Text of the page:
A small part in the northeast was ruled by the Duke of Oldenburg. On 31 July 1870, the French Emperor Napoleon III ordered an invasion across the River Saar to seize Saarbrücken; the first shots of the Franco-Prussian War 1870/71 were fired on the heights of Spichern, south of Saarbrücken. The Saar region became part of the German Empire which came into existence on 18 January 1871, during the course of this war. In 1920 the Saargebiet was occupied by Britain and France under the provisions of the Treaty of Versailles; the occupied area included portions of the Prussian Rhine Province and the Bavarian Rhenish Palatinate. In practice the region was administered by France. In 1920 this was formalized by a 15-year League of Nations mandate. In 1933, a considerable number of communists and other political opponents of National Socialism fled to the Saar, as it was the only part of Germany that remained outside national administration following the First World War; as a result, anti-Nazi groups agitated for the Saarland to remain under French administration.
However, with most of the population being ethnically German, such views were considered suspect or treasonous, therefore found little support. When the original 15-year term was over, a plebiscite was held in the territory on 13 January 1935: 90.8% of those voting favoured rejoining Germany. Following the referendum Josef Bürckel was appointed on 1 March 1935 as the German Reich's commissioner for reintegration; when the reincorporation was considered accomplished, his title was changed to Reichskommissar für das Saarland. In September 1939, in response to the German Invasion of Poland, French forces invaded the Saarland in a half-hearted offensive, occupying some villages and meeting little resistance, before withdrawing. A further change was made after 8 April 1940 to Reichskommissar für die Saarpfalz, he died on 28 September 1944 and was succeeded by Willi Stöhr, who remained in office until the region fell to advancing American forces in March 1945. After World War II, the Saarland came under French occupation and administration again, as the Saar Protectorate.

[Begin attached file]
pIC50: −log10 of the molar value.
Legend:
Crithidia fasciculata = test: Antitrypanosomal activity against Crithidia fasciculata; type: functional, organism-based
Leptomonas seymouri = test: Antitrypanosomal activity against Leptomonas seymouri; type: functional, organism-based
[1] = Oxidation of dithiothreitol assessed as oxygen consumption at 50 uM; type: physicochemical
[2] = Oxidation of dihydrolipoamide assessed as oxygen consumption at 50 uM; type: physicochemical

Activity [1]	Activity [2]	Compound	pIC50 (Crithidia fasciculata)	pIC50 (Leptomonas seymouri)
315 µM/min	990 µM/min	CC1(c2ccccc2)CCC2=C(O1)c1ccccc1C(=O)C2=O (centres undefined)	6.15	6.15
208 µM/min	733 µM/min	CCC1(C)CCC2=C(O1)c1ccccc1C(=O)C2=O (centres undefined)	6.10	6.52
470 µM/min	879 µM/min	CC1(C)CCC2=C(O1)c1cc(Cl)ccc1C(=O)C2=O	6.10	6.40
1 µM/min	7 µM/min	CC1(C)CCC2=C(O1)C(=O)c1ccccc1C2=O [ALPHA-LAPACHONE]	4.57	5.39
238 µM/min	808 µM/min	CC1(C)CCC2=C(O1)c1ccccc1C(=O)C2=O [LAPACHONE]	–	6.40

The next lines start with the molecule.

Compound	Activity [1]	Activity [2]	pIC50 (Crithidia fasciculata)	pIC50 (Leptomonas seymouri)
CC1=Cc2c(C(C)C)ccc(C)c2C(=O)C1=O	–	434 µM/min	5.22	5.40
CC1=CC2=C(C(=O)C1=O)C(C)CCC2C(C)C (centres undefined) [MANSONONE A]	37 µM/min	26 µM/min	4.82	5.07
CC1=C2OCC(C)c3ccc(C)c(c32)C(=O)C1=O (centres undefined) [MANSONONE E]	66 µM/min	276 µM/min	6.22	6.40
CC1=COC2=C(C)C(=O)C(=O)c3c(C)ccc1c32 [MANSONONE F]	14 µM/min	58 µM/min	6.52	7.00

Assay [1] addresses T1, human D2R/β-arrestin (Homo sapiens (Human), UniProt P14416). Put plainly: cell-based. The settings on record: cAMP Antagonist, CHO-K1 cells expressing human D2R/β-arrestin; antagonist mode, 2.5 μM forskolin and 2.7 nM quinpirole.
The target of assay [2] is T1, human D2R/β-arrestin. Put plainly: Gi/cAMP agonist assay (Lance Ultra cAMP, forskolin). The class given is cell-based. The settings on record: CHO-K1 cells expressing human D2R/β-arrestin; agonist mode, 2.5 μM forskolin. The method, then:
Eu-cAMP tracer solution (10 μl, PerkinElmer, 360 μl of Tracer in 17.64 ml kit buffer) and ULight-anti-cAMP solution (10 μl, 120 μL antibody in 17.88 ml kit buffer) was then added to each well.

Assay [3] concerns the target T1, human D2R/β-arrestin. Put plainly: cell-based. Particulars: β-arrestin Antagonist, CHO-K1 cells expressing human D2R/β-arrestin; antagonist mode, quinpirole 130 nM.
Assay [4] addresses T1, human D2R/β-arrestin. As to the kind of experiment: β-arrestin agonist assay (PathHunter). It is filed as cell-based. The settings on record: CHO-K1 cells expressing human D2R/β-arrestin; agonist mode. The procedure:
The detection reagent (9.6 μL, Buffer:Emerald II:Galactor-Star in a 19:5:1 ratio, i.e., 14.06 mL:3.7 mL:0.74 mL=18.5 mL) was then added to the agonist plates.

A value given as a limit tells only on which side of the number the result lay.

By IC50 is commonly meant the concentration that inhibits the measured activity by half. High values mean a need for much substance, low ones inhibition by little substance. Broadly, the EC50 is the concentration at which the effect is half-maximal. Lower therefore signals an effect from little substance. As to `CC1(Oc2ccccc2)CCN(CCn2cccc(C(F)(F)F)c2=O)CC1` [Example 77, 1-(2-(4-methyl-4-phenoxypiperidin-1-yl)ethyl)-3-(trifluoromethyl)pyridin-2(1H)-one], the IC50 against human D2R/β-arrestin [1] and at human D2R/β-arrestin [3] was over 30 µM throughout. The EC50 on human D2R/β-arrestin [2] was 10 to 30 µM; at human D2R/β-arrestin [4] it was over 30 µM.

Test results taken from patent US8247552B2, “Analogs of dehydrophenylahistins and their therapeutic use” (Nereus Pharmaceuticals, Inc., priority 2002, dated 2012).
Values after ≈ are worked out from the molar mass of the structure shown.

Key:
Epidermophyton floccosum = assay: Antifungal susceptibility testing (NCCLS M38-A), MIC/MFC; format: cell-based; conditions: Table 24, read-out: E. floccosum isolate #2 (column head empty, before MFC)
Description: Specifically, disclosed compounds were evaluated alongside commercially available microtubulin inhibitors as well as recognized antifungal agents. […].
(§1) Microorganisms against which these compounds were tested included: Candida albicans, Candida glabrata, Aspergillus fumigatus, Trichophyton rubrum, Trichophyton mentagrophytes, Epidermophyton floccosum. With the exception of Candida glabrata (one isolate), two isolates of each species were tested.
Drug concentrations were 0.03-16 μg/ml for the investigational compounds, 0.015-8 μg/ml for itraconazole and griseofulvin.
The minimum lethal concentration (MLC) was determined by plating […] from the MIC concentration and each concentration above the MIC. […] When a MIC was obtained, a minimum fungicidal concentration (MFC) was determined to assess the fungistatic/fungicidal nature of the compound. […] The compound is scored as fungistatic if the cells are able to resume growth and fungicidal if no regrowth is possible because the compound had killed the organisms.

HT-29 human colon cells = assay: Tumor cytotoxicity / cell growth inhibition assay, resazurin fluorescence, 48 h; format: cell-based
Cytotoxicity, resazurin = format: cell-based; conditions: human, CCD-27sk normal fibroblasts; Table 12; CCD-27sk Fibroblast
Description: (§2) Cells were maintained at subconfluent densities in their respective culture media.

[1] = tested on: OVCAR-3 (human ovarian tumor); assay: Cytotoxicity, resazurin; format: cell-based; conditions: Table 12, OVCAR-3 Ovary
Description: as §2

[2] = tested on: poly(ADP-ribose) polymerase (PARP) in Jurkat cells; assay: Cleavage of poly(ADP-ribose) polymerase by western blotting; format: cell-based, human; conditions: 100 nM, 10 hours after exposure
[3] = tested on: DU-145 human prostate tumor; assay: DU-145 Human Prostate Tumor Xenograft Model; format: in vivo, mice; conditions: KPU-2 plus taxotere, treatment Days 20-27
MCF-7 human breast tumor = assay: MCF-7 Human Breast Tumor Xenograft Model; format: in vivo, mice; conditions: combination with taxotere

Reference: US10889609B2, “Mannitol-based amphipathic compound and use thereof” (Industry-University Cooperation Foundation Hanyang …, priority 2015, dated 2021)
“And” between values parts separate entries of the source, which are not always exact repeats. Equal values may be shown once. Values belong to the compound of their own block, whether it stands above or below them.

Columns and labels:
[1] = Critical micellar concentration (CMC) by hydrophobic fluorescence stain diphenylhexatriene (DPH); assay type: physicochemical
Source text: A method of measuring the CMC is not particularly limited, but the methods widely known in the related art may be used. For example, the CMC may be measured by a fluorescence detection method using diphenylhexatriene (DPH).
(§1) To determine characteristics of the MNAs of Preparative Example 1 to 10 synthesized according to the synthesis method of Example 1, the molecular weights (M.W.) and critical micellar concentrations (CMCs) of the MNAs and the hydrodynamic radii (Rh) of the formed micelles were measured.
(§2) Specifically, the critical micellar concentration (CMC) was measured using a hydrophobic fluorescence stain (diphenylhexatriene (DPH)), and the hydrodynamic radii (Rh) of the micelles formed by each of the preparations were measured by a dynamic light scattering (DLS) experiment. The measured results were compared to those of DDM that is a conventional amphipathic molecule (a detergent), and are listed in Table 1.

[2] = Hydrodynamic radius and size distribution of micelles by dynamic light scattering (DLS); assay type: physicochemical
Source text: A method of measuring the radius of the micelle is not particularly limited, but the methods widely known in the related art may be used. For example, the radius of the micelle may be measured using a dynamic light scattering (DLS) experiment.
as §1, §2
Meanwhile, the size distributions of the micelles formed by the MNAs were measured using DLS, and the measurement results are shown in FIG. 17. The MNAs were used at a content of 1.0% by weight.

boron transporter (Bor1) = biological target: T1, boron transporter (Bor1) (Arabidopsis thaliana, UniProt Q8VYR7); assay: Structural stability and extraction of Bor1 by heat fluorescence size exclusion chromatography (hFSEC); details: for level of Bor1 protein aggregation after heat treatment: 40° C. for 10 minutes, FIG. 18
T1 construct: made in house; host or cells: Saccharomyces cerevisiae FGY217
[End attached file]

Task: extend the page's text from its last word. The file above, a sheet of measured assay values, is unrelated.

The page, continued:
Under the Monnet Plan France attempted to gain economic control of the German industrial areas with large c